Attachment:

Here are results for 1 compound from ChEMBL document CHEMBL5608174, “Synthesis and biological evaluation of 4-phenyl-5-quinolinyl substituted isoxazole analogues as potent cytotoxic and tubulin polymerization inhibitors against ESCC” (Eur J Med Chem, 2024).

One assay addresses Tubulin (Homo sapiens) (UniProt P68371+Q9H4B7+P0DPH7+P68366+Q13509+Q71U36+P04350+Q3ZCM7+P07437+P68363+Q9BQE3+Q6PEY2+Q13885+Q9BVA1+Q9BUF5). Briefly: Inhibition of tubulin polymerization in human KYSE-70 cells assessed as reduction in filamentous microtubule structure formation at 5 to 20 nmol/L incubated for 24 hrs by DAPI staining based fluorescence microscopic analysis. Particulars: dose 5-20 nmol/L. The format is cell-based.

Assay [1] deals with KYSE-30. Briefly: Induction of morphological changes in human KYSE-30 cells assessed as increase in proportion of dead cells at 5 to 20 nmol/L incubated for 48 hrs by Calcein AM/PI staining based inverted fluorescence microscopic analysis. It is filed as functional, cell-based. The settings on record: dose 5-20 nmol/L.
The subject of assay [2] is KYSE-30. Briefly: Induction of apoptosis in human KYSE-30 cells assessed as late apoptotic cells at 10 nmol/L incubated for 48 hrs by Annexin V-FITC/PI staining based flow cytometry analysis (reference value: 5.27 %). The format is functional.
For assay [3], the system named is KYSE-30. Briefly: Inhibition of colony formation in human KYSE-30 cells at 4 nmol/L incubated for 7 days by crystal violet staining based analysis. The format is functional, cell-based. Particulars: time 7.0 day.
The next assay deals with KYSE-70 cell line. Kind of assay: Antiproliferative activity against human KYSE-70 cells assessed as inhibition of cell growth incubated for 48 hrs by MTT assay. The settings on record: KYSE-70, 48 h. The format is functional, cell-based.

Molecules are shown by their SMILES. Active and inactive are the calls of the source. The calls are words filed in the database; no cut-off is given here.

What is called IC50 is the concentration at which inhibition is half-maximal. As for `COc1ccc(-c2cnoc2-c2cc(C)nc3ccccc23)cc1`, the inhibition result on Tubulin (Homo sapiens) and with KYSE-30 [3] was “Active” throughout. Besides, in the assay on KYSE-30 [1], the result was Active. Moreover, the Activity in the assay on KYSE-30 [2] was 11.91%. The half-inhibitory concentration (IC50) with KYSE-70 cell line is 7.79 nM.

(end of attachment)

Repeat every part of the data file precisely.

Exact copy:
Here are results for 1 compound from ChEMBL document CHEMBL5608174, “Synthesis and biological evaluation of 4-phenyl-5-quinolinyl substituted isoxazole analogues as potent cytotoxic and tubulin polymerization inhibitors against ESCC” (Eur J Med Chem, 2024).

One assay addresses Tubulin (Homo sapiens) (UniProt P68371+Q9H4B7+P0DPH7+P68366+Q13509+Q71U36+P04350+Q3ZCM7+P07437+P68363+Q9BQE3+Q6PEY2+Q13885+Q9BVA1+Q9BUF5). Briefly: Inhibition of tubulin polymerization in human KYSE-70 cells assessed as reduction in filamentous microtubule structure formation at 5 to 20 nmol/L incubated for 24 hrs by DAPI staining based fluorescence microscopic analysis. Particulars: dose 5-20 nmol/L. The format is cell-based.

Assay [1] deals with KYSE-30. Briefly: Induction of morphological changes in human KYSE-30 cells assessed as increase in proportion of dead cells at 5 to 20 nmol/L incubated for 48 hrs by Calcein AM/PI staining based inverted fluorescence microscopic analysis. It is filed as functional, cell-based. The settings on record: dose 5-20 nmol/L.
The subject of assay [2] is KYSE-30. Briefly: Induction of apoptosis in human KYSE-30 cells assessed as late apoptotic cells at 10 nmol/L incubated for 48 hrs by Annexin V-FITC/PI staining based flow cytometry analysis (reference value: 5.27 %). The format is functional.
For assay [3], the system named is KYSE-30. Briefly: Inhibition of colony formation in human KYSE-30 cells at 4 nmol/L incubated for 7 days by crystal violet staining based analysis. The format is functional, cell-based. Particulars: time 7.0 day.
The next assay deals with KYSE-70 cell line. Kind of assay: Antiproliferative activity against human KYSE-70 cells assessed as inhibition of cell growth incubated for 48 hrs by MTT assay. The settings on record: KYSE-70, 48 h. The format is functional, cell-based.

Molecules are shown by their SMILES. Active and inactive are the calls of the source. The calls are words filed in the database; no cut-off is given here.

What is called IC50 is the concentration at which inhibition is half-maximal. As for `COc1ccc(-c2cnoc2-c2cc(C)nc3ccccc23)cc1`, the inhibition result on Tubulin (Homo sapiens) and with KYSE-30 [3] was “Active” throughout. Besides, in the assay on KYSE-30 [1], the result was Active. Moreover, the Activity in the assay on KYSE-30 [2] was 11.91%. The half-inhibitory concentration (IC50) with KYSE-70 cell line is 7.79 nM.